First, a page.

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Introduction to Linux - A Hands on Guide
This guide was created as an overview of the Linux Operating System, geared toward new users as an exploration tour and getting started guide, with exercises at the end of each chapter.
For more advanced trainees it can be a desktop reference, and a collection of the base knowledge needed to proceed with system and network administration. This book contains many real life examples derived from the author's experience as a Linux system and network administrator, trainer and consultant. They hope these examples will help you to get a better understanding of the Linux system and that you feel encouraged to try out things on your own.
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I've just downloaded redhat 9 and would like to install it with dual boot. Current OS is win xp. Understand that I need to have a bootable disk in order to access the ISO files. I'd like it to book from CD. Ok, i've 3 i386 files and 3 SRPMS files. Is it that i need to burn each of these files altogether 6 into 6 cdr individually? Does it auto make the first disk a bootable disk? Or do I just need to burn the i386 files?
You will have to burn the i386 iso's to blank CD (choose burn an image option)
disc 1 is bootable, set the boot from cdrom option in bios and boot from disc 1 and follow subsequent instructions to install. Choose a different partition than the one where windows is to dual boot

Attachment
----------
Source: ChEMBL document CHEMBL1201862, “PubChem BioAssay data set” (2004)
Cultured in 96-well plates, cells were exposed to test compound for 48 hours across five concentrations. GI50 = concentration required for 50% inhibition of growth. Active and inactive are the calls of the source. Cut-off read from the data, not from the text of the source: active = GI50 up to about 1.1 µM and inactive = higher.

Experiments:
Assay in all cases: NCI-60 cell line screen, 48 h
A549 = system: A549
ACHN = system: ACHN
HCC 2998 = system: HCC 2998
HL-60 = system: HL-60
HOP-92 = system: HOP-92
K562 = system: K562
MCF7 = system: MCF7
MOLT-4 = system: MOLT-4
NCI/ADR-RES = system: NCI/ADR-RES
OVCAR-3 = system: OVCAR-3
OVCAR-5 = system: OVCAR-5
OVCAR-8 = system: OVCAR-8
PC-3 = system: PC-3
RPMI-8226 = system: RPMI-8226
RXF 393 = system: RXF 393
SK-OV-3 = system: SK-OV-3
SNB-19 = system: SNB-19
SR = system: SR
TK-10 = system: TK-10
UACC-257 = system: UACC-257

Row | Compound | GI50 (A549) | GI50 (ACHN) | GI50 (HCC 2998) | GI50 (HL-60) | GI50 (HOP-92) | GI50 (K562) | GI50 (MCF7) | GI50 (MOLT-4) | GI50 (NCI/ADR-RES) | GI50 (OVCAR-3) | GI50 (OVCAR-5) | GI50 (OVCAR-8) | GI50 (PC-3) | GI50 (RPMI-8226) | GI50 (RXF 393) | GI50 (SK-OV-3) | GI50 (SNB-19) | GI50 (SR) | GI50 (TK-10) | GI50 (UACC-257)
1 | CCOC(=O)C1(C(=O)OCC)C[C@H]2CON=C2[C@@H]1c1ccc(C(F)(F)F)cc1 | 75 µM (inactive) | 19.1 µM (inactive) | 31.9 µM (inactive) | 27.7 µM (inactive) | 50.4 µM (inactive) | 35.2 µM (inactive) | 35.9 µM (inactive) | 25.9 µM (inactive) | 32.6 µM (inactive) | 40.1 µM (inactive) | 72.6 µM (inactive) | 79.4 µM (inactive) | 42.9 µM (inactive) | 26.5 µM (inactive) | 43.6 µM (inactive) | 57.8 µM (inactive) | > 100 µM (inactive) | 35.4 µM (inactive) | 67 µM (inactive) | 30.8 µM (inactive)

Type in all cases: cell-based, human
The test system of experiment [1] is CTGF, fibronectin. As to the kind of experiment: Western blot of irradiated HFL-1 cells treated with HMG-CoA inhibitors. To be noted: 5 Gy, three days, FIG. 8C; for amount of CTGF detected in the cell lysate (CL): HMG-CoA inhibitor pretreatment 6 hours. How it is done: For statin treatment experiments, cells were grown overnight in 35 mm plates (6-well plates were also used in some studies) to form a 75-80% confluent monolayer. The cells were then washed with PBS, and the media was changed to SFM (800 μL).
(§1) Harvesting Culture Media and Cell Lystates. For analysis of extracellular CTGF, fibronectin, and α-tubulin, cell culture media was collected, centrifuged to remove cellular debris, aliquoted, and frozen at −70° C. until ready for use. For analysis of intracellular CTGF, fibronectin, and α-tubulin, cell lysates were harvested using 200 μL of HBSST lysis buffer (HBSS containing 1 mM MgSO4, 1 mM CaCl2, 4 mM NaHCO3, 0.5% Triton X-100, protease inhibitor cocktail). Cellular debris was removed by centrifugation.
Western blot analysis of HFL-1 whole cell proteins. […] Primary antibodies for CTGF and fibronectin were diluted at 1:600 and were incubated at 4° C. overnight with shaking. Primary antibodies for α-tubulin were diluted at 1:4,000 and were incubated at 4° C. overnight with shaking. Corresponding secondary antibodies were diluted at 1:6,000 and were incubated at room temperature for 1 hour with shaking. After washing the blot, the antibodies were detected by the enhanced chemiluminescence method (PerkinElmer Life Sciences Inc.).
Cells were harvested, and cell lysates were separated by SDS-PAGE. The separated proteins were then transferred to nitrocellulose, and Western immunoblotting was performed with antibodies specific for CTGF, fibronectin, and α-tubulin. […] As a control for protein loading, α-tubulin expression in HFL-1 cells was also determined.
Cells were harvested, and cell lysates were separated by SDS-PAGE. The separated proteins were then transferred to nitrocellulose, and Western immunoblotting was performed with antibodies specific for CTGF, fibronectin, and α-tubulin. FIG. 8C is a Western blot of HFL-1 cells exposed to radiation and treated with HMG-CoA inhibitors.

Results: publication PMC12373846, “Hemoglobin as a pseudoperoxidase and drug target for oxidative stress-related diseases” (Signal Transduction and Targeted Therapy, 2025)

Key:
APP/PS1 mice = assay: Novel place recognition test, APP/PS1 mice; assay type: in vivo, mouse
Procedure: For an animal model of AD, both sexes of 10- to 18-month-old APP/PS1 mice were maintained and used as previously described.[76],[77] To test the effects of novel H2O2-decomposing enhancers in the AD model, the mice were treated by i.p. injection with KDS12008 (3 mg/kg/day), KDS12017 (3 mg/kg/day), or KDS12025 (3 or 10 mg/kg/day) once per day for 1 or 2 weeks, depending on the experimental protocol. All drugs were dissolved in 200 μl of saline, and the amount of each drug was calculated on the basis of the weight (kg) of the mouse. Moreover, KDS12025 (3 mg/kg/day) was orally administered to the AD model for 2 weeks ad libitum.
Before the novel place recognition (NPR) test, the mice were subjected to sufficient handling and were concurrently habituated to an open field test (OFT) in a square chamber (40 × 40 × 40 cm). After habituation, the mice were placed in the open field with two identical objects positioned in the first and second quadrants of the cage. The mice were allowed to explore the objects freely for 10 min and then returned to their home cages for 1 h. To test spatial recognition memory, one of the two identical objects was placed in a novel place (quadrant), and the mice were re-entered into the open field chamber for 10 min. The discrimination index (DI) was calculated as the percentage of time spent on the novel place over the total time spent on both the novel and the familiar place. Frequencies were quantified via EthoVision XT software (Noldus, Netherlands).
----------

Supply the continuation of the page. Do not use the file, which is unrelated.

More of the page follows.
It may be better to use a partition software(partition magic, Gparted liveCD etc) to resize windows partition or create space for linux before install
Adding: the SRPMS discs contain same software than i386 disks, with one difference: i386 discs have the binary packages (those you install usually) and SRPMS discs have source codes of those packages. Therefore downloading the SRPMS discs is needed only if you (after the installation) wish to get the source code for some program; for the installation you only need to download and burn the i386 discs. As said, don't burn them as data, but as images -- if you burned as regular data disc, you'd end up with one .iso file on one disc, but instead you want to burn the .iso (image files) as images which burns the contents of the image to the disc.
For RH9 you really want to use a partitioning software first to shrink Windows partition(s) to get free unpartitioned space on your harddisk. After this boot from the RH9's first cd and begin the installation.
I'm using nero 6 express and smart and it always create a nrg file instead of burning into the cdr...Any idea how i can get it to install into the disc? This version is more to wizard and not the traditional version where there's drop down menu.....
Thanks for all your help, I've manged to burn the image files with nero 7. As y i try linux redhat 9 is because I managed to download it at high speed and fedora takes ages to download, so I thought probably I shall install rehat 9 and try out. I'm very new to linux, hence any version will do for me...
Yeah I'm going to download tonight. I've finally installed redhat 9 in my pc, but, there's no GUI...Is it due to my installation? Basically I burn each i386 iso files into a cd, so total 3 cd and installation wise, mostly default other than the partitioning part. When it boots up, it goes directly to dos prompt. How can I install it with GUI? Do I need to reinstall everything again?
I'm new to this forum and to Linux( somewhat )
I have an RH9 server at running as our company web/email server.
using qmail/vpop and using squirrelmail for the web frontend.
I used a consultant to initially set-up the box
and he took me under his wing and started teaching me the basics.
Like any newb I have issues, however for now this was for introduction.
The 64 bit version runs on AMD64, AMD Opteron, and Intel EM64T systems (including Core 2 duos, but not regular core duo chips). If you don't have one of these 64 bit processors, you want the 32 bit edition.